By JAN LARSON McLAUGHLIN BG Independent News   While some people want to be pampered on vacations, others prefer sleeping bags to luxury accommodations and lightning bugs to chandeliers. They want little more than a body of water where they can cast a line, and a fire pit where they can roast marshmallows. For these folks, Wood County does have a few spots where people can pitch their tents or park their campers. True, there are no geysers, great mountain peaks or grand herds of bison, but the local campgrounds give people a taste of a nature without the travel time. The three campgrounds are at Mary Jane Thurston State Park on the edge of Grand Rapids; Fire Lake just south of Bowling Green; and Buttonwood in Perrysburg Township. “People in Wood County don’t even know this park is here,” Al Alvord, campground host, said about Mary Jane Thurston that sits on the banks of the Maumee River. But Alvord is hoping that recent work at the campground will put it on the map for local residents. “We’ve just made vast improvements,” he said, including adding showers at the marina and putting in electricity to 22 of the 37 campsites. “It has finally happened.” In addition to beautiful views along the river and plenty of fishing spots, the site also features concessions and a day use lodge built by the Civilian Conservation Corps. The campground is a stopping point for people traveling through on bicycles, and for local people looking for a mini-vacation from home. “We have people who come here from Weston,” Alvord said. “They come out and enjoy the peace and quiet and solitude.” Some hike trails, some walk the towpath to Grand Rapids, some launch their boats from the marina, and some dip a line in the river. Just the other day, a camper caught a 48-inch flathead catfish, Alvord said. Some campers make the short drive from Bowling Green. “They get away from it all. I’d much rather be in the park.” According to Alvord, who has been host at Mary Jane Thurston for 15 years and who operates Weenie Dog Concessions there, the campground is a “great place to wake up.” “It’s Wood County’s best kept secret,” he said of the only state park in the county. “People are missing out on a great time out here.” On the southern edge of Bowling Green sits…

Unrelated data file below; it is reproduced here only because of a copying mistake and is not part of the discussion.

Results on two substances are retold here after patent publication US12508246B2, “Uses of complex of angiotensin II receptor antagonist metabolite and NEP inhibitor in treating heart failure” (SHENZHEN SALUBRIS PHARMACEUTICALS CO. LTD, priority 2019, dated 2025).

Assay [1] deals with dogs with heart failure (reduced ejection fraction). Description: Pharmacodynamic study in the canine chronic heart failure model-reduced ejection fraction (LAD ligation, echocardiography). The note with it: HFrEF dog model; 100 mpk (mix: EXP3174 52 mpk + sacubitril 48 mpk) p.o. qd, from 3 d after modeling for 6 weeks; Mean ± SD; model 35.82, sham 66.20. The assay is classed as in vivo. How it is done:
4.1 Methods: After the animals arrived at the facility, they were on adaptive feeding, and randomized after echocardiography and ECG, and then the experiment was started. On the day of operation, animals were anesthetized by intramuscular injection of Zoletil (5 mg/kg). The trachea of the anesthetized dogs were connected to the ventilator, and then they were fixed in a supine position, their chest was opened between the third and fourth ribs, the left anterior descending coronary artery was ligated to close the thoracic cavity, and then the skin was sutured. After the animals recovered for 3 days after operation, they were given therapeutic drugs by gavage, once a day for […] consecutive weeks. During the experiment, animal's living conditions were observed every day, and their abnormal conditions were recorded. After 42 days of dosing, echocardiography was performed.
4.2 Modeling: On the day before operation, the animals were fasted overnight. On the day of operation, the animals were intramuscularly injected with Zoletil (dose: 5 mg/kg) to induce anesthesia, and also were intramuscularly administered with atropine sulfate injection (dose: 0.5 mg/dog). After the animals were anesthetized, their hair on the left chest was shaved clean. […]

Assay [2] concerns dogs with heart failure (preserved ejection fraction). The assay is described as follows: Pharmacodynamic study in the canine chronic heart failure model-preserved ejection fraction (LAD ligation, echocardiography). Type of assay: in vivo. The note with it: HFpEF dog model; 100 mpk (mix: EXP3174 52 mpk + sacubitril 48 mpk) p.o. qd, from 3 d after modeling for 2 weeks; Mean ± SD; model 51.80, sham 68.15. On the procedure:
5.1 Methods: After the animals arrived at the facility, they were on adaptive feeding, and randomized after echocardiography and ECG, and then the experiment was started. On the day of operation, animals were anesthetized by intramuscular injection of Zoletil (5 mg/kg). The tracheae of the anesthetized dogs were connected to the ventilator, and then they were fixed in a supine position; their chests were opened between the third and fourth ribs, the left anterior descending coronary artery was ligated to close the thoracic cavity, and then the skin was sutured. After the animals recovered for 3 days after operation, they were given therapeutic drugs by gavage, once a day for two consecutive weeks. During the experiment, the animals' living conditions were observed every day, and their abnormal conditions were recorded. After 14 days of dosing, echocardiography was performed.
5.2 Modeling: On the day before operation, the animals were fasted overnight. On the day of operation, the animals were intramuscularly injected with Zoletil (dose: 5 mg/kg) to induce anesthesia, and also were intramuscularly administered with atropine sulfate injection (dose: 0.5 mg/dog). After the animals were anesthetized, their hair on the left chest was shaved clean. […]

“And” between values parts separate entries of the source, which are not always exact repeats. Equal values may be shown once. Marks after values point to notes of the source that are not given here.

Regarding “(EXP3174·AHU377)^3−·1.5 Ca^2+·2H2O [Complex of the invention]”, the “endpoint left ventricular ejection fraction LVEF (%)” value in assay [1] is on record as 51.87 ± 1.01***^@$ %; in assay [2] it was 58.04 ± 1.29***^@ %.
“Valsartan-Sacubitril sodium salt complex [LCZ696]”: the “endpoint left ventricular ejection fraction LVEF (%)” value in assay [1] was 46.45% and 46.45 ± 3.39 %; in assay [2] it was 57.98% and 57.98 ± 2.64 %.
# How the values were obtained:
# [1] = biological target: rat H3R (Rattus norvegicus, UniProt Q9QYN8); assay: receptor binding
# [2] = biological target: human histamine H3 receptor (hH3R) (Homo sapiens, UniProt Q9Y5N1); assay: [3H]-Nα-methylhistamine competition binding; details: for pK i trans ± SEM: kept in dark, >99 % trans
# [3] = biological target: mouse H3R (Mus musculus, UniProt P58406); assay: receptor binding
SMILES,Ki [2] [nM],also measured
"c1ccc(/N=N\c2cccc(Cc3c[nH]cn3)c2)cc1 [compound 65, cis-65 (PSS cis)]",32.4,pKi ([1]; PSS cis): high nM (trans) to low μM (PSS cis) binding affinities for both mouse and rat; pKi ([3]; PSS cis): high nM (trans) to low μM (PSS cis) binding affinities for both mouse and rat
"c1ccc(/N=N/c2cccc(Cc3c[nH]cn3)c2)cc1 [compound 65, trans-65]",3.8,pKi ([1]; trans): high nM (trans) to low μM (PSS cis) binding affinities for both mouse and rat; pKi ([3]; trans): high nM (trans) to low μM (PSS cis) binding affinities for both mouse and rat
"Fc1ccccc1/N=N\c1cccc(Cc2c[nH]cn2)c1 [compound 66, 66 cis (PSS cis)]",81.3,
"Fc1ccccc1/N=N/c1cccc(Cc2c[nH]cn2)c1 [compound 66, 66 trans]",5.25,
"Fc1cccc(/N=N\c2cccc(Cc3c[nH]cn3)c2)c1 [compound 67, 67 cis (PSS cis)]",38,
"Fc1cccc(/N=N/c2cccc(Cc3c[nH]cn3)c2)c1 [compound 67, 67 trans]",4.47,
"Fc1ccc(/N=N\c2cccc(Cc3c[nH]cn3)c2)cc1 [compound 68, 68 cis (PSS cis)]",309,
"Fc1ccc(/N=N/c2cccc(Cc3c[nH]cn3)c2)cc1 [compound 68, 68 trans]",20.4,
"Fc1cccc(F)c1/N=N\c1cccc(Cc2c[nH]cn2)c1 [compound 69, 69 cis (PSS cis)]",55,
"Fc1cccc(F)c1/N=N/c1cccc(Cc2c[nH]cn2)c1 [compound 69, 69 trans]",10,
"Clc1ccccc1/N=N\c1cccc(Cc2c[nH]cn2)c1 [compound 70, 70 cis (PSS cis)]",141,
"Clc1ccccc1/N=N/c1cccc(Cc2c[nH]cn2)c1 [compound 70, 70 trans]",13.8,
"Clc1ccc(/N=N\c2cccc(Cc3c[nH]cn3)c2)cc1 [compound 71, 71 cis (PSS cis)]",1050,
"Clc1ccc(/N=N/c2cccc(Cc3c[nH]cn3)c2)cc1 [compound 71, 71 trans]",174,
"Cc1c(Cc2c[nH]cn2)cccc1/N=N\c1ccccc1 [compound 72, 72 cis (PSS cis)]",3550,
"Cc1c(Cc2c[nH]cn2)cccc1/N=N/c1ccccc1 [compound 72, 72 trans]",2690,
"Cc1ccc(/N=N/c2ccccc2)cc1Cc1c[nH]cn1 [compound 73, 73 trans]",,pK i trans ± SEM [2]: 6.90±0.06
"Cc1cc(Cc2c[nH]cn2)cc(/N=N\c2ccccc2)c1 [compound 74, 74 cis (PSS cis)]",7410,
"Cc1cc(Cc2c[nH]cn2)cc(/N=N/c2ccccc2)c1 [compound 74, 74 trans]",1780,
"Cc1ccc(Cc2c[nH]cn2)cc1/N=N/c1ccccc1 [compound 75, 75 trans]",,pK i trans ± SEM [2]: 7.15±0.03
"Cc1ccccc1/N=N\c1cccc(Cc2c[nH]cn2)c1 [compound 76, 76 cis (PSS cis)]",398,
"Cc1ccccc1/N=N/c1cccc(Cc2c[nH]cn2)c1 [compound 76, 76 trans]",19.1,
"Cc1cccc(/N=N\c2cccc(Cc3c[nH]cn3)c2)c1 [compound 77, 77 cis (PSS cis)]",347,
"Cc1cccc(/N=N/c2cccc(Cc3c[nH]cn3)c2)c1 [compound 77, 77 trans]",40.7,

Closing time for Jed’s but downtown still open for business

By DAVID DUPONT BG Independent News Jed’s, home of chicken Fireballs, has flamed out in downtown. Still the owner of the Millikin Hotel building on downtown Bowling Green’s Four Corner is confident he’ll find a new tenant for the former Jed’s space. The sports bar and grill closed for business on Monday. A call to the owners has not been returned. Bob Maurer, who owns the building, said all he knows about why the business closed is “just economics.” The Jed’s restaurant in Perrysburg remains open. “Any time you lose a tenant you want to know what happened, what you could have done to avoid it,” Maurer said. “It’s a good spot. Somebody’s always looking,” he said. “Some people’s problems are another person’s opportunity.” He expects that given there’s been a restaurant in that spot for well over 10 years that another eatery is the most likely option. Maurer expects to have it filled in “four to six months.” Overall Maurer said downtown Bowling Green “is doing extremely well.” He said that compared to Fremont or Napoleon, or even Findlay, Bowling Green’s downtown is thriving. He praised Mayor Dick Edwards and Sue Clark, the executive director of the Community Development Foundation, for their efforts. The Jed’s space in the second vacancy to open up on the Four Corners in the past two months. The Mosaic Consignment shop, which sits kitty-corner from the former Jed’s, closed in May. But that space is already undergoing renovation as another business prepares to occupy it.